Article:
Allan Bloom’s polemic The Closing of the American Mind, about what is to be taught in universities, now seems I think even more muddled than when it was published in 1987.

As a defender of the humanities, I am worried that some work in the humanities can today be so easily parodied for using an inaccessible language.

But if the humanities in our universities are to be defended, they need to help themselves. And, as a defender of the humanities, I am worried that some of the work in the humanities can today be so easily parodied, parodied for using an inaccessible language, a language that is very remote from the simple prose of George Orwell. We’ve got to get rid of this mad notion that ‘incomprehensibility is a sign of greatness.’ [4]

Nowhere was this case better made than in Alan Sokal’s parody of postmodernism in the journal Social Text in 1996. Here is a professor of physics, part of the Left, an ‘unabashed Old Leftist’ as he calls himself, who said he ‘never quite understood how deconstruction was supposed to help the working class.’ [5]

He produced a parody ‘brimming with absurdities and blatant non sequiturs’ and submitted it to the prominent American cultural studies journal, Social Text. They published it, their editors accepting it in all seriousness as a vindication of postmodern critiques of science and reason.

It was a special edition, in fact, dedicated to ‘rebutting the criticisms levelled at postmodernism and social constructivism.’ [6] One paragraph read, and I quote:

The pi of Euclid and the G of Newton, formerly thought to be constant and universal, are now perceived in their ineluctable historicity; and the putative observer becomes fatally de-centered, disconnected from any epistemic link to a space-time point that can no longer be defined by geometry alone. [7]

Well it was a great parody, a great bonfire of the academic vanities.

You might have seen a recent article in The Sydney Morning Herald’s Spectrum section by English scholar Helena Echlin, and its appearance sent me back to its original source in the Oxford journal, Areté. In painful detail, she outlines what postmodernism has done to literary criticism at Yale University. She talks about sentences becoming ‘baroque in their lengthiness; suffixes are added, like flourishes in music, to words considered too plain.’ The examples she gives include these:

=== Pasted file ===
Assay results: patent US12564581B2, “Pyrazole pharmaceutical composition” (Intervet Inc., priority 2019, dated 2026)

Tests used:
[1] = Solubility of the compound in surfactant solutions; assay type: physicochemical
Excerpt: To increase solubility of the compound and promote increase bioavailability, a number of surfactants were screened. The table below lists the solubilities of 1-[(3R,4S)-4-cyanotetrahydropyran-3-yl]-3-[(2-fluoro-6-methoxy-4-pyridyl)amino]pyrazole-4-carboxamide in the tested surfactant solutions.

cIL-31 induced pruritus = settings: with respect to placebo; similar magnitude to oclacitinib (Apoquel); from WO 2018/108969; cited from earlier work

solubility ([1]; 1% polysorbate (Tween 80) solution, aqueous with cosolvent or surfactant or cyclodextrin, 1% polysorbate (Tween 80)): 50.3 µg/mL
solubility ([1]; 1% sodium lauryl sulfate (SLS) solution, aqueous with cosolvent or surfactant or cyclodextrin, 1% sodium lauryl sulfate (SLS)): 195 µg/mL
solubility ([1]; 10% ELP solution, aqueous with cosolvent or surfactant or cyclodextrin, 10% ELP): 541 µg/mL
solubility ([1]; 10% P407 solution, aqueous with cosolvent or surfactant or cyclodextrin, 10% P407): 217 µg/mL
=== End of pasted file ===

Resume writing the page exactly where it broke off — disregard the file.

The ode must traverse the problem of solipsism before it can approach participating in the unity which is no longer accessible. … How can we embed this discourse within more gendered parameters? … Let’s talk about the technology for the production of interiority.
Foolish thoughts demand unclear expression. It’s the only way they can get by.

Echlin shows how books are not studied any more for pleasure or for meaning. Studying literature has become producing commentaries upon commentaries. [8]

Feminist scholar Sandra Harding claims Newtown’s Principia Mathematica can be considered a ‘rape manual’. There is a demand from one author for feminist algebra, which reminds me of Hitler’s demand for German mathematics. [9] Baudrillard’s pseudo-mathematics includes from one of his works this sentence:

Our complex, metastatic, viral systems, condemned to the exponential dimension alone (be that of exponential stability or instability), to eccentricity and indefinite fractal scissiparity, can no longer come to an end. Condemned to an intense metabolism, to an intense internal metastatis, they become exhausted within themselves and no longer have any destination, any end, any otherness, any fatality. [10]

Some school and university texts in the United States claim that ancient Africans invented aeronautics and understood quantum physics and gravitational theory. [11

And there’s more. Derrida’s Of Grammatology says:

The “unmotivatedness” of the sign requires a synthesis in which the completely other is announced as such without any simplicity, any identity, any resemblance or continuity-within what is not it. Is announced as such: there we have all history, from what metaphysics has defined as “non-living” up to “consciousness”, passing through all levels of animal organisation. [12]

I think this must lead us back to George Orwell and his plea for simple, clear statements and his linking of clear thinking and clear expression. Orwell said that when someone presents an idea unclearly it’s because they’ve probably got some sinister intent, or at the very least they’re unclear about what they’re thinking. From that great essay, ‘Politics and the English Language’ you might recall his argument: